Are there counter tops you can torch, without burning a hole in your wallet?
Probably the most frequent question designers get asked- what material do you like best for kitchen work surfaces? For me, it comes down to who is using the space, and if maintenance is/not for you. I am a realist, which means I am obsessed with natural marble, but I'm also realistic, and therefore drawn to manmade surfaces based on their durability and stain resistance. Some manufacturers do a better job of replicating stone than others, if that is the look you're after.
There are a variety of durable alternatives to porous, natural stone being developed for residential and commercial interiors applications today, but they’re not all created equal. Few fabricators are capable of installing porcelain as it’s fragile and can chip easily. Quartz ranges in quality and strength depending on the ratio of resin and fillers to composite stone. And while it may not stain as easily as marble, it can be more sensitive to heat. Dekton is a newer addition to the market that's shown itself as a sturdy solution for everything from countertops to high-traffic floors. It features stronger resistance to scratches, stains, and fading which has made for fierce competition against known brands like Caesarstone and Silestone. Professional chefs love that it is the perfect base for flambé. It's also priced competitively, but there are only one or two patterns that really made me swoon.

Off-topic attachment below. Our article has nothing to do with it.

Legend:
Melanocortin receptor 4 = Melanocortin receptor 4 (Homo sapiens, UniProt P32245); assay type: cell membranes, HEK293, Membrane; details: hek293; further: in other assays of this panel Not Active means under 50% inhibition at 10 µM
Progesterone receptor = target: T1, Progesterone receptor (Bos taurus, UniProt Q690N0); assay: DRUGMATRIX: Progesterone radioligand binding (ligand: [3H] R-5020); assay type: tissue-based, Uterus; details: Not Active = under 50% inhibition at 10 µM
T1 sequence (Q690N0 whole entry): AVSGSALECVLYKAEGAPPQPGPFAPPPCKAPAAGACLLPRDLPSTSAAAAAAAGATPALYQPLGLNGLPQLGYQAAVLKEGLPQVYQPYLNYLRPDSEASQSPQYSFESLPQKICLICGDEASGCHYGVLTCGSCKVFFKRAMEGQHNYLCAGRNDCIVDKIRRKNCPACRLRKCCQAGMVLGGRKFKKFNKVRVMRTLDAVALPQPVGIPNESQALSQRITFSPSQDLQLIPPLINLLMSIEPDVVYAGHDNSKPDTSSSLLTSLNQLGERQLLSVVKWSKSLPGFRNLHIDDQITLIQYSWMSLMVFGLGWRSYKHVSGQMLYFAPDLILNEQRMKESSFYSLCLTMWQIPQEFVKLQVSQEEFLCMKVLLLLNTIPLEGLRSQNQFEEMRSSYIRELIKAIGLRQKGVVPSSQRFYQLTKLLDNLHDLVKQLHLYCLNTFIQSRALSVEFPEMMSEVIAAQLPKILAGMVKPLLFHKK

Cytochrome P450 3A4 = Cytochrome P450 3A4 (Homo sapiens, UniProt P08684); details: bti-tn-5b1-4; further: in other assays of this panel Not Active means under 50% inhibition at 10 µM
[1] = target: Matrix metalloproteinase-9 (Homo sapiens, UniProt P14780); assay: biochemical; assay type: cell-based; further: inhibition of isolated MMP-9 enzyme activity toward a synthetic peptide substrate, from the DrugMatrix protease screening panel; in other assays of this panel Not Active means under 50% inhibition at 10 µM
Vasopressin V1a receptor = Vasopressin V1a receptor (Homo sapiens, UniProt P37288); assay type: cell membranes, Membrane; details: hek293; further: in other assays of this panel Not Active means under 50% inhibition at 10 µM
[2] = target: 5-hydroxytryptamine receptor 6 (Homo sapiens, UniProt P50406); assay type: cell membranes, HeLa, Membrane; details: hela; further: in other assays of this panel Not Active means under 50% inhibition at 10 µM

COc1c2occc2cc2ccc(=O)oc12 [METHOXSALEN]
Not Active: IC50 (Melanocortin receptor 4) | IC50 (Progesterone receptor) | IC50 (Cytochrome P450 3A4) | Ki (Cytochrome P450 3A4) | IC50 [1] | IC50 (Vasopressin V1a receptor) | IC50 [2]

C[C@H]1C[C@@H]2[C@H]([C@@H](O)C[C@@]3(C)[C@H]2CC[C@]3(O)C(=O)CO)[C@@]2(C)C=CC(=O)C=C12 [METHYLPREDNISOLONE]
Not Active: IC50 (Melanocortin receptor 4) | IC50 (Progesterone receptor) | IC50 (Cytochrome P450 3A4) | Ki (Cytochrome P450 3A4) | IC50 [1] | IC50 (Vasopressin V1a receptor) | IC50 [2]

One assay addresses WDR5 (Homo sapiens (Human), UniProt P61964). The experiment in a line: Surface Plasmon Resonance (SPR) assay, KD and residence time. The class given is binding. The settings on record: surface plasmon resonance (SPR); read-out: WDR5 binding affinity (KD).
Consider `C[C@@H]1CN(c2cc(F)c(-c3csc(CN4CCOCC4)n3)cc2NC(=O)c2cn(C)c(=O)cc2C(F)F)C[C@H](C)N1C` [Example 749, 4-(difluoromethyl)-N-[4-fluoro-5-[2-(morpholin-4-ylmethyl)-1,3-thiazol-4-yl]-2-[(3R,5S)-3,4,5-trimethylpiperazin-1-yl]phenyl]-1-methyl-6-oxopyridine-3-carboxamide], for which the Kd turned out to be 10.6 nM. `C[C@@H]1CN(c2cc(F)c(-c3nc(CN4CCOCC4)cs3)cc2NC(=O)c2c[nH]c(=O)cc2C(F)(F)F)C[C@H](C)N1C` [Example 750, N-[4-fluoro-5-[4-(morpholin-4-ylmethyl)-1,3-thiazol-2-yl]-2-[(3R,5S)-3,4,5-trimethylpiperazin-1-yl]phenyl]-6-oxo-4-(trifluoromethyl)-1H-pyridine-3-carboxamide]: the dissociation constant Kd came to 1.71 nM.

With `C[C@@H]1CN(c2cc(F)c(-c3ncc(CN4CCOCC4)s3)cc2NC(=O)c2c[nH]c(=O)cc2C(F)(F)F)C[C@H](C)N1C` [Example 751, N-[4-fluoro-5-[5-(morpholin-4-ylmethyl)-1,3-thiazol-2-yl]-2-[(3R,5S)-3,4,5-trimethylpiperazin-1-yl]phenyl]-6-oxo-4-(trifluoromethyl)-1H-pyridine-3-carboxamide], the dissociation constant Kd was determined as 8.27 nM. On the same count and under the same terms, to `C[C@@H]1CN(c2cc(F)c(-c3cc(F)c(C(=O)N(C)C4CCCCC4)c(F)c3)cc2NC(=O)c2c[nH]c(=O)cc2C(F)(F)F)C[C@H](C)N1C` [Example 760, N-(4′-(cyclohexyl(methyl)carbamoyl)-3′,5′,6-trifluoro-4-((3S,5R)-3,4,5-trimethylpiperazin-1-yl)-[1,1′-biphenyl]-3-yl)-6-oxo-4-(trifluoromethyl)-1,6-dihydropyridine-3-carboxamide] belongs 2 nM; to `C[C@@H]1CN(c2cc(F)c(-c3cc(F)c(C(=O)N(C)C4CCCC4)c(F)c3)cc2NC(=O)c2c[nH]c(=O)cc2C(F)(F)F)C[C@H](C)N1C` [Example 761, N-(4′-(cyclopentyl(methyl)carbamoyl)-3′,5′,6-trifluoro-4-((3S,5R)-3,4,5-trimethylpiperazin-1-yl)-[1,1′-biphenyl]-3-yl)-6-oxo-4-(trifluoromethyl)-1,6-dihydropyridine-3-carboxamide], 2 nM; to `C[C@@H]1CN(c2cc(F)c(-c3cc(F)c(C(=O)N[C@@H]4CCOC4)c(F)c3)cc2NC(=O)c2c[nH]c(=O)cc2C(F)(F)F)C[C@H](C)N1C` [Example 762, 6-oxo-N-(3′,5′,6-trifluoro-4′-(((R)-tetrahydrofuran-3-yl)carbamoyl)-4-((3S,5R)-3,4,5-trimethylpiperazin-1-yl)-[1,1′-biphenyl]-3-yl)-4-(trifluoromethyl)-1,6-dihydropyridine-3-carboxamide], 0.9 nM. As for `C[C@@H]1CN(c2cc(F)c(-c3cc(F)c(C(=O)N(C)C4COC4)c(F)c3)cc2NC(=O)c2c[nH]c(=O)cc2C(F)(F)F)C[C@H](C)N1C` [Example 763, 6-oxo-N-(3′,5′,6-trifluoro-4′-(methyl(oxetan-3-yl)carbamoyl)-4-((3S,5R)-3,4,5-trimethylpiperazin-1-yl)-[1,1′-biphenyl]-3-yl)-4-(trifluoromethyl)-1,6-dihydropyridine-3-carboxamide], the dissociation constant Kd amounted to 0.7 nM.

What's my personal go to? I have really loved working with porcelain lately. I find Laminam and Sapienstone have the strongest pattern options. While they don't come cheap, the design really marries aesthetic and function the most successfully. That said, nothing replaces marble for me, and I love a good old patina on my arabescato corchia that tells the story of Lambrusco's past, gently etched with a lemon squeeze. Call me old school. I like honest things that come out of the ground, like diamonds... and heirloom tomatoes.
As a traditionalist still fawning over a natural marble slab, these faux surfaces have won me over:
Drumroll- the surfaces most similar to classic Statuario or Carerra?
PRO TIPS: Just say no to quartz with tiger stripe grey veining. You know the one I mean. Budget doesn't allow for porcelain? Try a white Caesarstone primary counter with a porcelain island or backsplash feature above the range.
Are you considering a full kitchen renovation or surface update? Connect with our team to walk you through the pros and cons and find the perfect material to compliment your space and everyone who lives there.